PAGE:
When COVID-19 Visited This Physician’s Houston Practice: Lessons Learned
By Sean Price

 Covid_19_Prep

What happens to your practice when COVID-19 walks through the door?

That's no longer a rhetorical question for Houston's Village Medical. The 100-physician family practice has had two unexpected COVID-19 patients since Feb. 26. As a result, the practice lost three physicians and one nurse to mandatory, 14-day home quarantines, according to Clive Fields, MD, chief medical officer and co-founder of Village Medical.

"The concern is, at this rate will there be doctors left to give care to patients?" he told Texas Medicine Today.

These and other shocks to the system have prompted Village Medical to modify how it cares for patients, especially those who show COVID-19 symptoms.

"It's not something you should wait around for – there are steps that can be done to prepare," he said. And Dr. Fields says he hopes many other practices can benefit from his group’s experience.

Some of the lessons Village Medical has learned include designating at least one physician to stay on top of medical developments and best practices related to the illness.

Important developments should be communicated to the rest of the staff. That can include following guidelines from the Centers for Disease Control and Prevention and the National Institutes of Health, Dr. Fields says.

That information is helpful, "but for many of us it's so overwhelming, it's hard to decide what applies to you," Dr. Fields said. For instance, his practice struggled to get definitions from health authorities for "brief" or "prolonged" contact with COVID-19 patients. Physicians with brief exposure did not need to be quarantined, while those with prolonged exposure did. Local health authorities defined "prolonged" as two minutes or longer, meaning the physicians in question had to be quarantined.

Practices also should post and frequently update information on COVID-19 for patients, especially practical information like ways to self-screen. "We've spent a huge amount of time posting information to our website that patients can be referred to, and continually updating frequently asked questions," Dr. Fields said. "Because regardless of every situation you can think of, another one will show up today."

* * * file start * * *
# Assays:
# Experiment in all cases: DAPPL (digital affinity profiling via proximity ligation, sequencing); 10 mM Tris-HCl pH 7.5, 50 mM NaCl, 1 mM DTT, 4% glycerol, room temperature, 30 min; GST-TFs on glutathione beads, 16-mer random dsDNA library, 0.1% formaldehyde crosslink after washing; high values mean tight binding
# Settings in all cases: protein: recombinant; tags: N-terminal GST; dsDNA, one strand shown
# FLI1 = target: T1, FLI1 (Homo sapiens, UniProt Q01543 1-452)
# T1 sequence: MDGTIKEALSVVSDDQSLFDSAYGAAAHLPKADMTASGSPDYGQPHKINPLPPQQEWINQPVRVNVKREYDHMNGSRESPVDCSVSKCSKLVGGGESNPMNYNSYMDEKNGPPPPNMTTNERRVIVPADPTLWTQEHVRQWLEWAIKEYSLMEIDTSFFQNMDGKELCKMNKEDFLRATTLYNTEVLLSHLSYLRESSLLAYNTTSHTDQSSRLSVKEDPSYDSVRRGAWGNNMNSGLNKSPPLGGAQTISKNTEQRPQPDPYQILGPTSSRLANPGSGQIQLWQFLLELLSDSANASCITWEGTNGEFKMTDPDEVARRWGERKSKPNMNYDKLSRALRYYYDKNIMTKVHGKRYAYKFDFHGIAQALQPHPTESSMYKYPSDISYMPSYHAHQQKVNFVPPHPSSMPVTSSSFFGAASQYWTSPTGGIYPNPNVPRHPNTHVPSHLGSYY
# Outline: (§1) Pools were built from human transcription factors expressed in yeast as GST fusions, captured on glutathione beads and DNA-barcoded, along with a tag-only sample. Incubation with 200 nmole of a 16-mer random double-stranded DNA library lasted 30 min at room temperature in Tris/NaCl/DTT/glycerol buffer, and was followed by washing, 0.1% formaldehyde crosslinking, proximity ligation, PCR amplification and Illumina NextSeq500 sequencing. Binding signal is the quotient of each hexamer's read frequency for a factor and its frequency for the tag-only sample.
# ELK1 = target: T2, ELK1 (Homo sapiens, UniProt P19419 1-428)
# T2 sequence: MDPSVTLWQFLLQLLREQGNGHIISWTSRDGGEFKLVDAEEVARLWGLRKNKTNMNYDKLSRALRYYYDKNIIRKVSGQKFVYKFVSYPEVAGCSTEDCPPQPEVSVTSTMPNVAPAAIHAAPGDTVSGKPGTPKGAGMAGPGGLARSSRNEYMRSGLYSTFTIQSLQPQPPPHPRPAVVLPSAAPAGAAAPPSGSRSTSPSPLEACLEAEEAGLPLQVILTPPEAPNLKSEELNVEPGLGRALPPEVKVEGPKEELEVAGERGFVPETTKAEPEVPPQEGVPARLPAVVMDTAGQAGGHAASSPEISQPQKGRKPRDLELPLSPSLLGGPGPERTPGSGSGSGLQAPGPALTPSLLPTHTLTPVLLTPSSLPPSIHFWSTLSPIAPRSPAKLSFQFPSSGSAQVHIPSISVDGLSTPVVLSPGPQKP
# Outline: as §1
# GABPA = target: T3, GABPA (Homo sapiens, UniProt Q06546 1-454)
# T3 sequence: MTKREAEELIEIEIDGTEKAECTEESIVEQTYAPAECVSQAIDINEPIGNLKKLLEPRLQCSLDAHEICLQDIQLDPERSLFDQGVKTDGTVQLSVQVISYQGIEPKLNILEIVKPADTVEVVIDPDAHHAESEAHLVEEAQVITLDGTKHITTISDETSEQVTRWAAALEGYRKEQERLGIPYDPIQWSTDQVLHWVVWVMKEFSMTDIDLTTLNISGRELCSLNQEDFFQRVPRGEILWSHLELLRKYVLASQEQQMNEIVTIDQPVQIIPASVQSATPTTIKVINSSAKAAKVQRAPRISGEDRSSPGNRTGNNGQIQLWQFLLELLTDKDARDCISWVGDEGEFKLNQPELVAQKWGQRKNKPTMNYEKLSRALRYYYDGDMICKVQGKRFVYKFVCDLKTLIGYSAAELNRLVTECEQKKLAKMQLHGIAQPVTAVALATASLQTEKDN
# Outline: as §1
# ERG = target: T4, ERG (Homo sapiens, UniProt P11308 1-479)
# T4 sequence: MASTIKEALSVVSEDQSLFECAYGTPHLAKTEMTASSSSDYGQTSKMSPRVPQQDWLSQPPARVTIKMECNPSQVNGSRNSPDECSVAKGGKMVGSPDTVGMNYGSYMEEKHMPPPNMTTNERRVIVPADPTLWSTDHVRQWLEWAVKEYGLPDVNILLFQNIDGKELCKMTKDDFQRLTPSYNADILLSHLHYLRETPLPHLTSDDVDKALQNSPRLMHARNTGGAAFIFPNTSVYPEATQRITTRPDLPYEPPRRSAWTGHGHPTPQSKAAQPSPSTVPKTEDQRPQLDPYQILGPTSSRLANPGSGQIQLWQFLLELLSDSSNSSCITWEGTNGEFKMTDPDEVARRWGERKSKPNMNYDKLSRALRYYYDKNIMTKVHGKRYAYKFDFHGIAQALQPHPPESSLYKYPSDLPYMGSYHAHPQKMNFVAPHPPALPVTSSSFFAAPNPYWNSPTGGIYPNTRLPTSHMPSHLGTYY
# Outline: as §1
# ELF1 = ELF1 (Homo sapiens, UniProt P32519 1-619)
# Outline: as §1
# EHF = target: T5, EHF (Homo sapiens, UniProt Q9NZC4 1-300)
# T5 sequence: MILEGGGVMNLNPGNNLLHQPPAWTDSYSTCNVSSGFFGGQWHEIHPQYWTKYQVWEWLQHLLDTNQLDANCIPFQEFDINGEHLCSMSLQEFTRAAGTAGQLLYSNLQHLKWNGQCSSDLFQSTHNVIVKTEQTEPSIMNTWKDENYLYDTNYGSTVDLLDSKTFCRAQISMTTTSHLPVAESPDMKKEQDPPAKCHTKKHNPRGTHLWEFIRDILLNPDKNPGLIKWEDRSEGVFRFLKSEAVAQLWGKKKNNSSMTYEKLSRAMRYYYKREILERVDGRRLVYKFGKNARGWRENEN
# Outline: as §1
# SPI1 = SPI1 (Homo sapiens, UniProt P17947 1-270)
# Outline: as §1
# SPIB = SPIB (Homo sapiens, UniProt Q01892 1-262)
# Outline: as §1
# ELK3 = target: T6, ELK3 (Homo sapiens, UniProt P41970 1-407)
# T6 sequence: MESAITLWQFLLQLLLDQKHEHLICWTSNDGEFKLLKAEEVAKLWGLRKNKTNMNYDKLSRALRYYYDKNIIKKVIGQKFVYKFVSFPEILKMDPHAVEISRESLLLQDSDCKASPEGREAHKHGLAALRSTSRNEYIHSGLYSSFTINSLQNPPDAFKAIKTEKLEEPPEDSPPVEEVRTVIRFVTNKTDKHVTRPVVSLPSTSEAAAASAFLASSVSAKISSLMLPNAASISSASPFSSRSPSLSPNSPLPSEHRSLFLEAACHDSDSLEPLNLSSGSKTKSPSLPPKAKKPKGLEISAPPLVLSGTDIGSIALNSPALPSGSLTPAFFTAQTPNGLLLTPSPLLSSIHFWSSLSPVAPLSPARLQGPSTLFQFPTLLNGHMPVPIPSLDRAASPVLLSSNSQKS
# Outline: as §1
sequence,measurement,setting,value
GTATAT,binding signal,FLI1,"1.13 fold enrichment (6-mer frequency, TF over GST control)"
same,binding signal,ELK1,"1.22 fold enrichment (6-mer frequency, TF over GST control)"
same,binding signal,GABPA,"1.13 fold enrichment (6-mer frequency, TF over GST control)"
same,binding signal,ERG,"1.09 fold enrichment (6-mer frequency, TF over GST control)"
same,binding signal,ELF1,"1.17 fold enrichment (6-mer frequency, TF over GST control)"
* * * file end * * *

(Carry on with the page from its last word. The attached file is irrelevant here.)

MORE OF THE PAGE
In addition, practices should set up procedures to triage and treat patients who may have COVID-19. Most practices will need to alter how they deal with patients at three points of contact: the appointments center, the front desk, and exam rooms.

  • Appointments center: Educate operators to not automatically schedule possible COVID-19 patients to come into the office. Patients who have symptoms should be directed to the local health authority (if possible), which will direct them to an appropriate emergency facility. "But the goal should be, for a COVID-19 patient under investigation who is not currently experiencing life-threatening symptoms, to be directed to stay at home, be reassured, and be monitored by telehealth and telephonic communication," Dr. Fields said. "There is nothing that can be provided to those low-risk patients that cannot be provided at home."
  • Front desk: Make sure the front desk knows how to screen for patients with COVID-19 symptoms. If a patient screens positive, direct him or her to a predetermined room away from other patients and staff.
  • Exam room: Make sure physicians, nurses, and other staff have personal protective equipment on hand to so that they can safely examine the patient without being exposed to the disease. (See the “Infection Control and Personal Protective Equipment (PPE)” section of TMA’s COVID-19 Resource Center for details.)

Other steps practices should take to protect staff and patients from COVID-19 exposure include:

  • Ramp up telemedical services: Telemedicine is needed to safely direct potential COVID-19 patients to the correct level of care. In fact, it is the CDC's preferred method of evaluating patients for COVID-19 infection. (Want to learn more? See TMA’s “Considering Telemedicine in the Wake of COVID-19?”)
  • Proactively contact at-risk patients: Use electronic health records to identify the patients most likely to be in danger from COVID-19 to check up on them by phone and to let them know what to do if symptoms do appear, Dr. Fields said. Also, confirm that they have all medications and other supplies needed to be quarantined for 14 days.
  • Prepare to consolidate: If your practice has multiple offices, you may have to consolidate locations temporarily as physicians are either quarantined or come down sick.
  • Expect an increase in call volume: Village Medical's call volume jumped 20% over pre-COVID-19 levels, Dr. Fields says.

Stay up to date with the latest news, resources, and government guidance on the coronavirus outbreak by visiting TMA’s COVID-19 Resource Center regularly.

Image Credit: Getty Images

Last Updated On

March 10, 2020

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Sean Price

Reporter

(512) 370-1392

Sean Price is a reporter for Texas Medicine and Texas Medicine Today. He grew up in Fort Worth and graduated from the University of Texas at Austin. He's worked as an award-winning writer and editor for a variety of national magazine, book, and website publishers in New York and Washington. He's also helped produce Texas-based marketing campaigns designed to promote public health. Sean lives in Austin and enjoys hiking, photography, and spending time with his wife and two sons.

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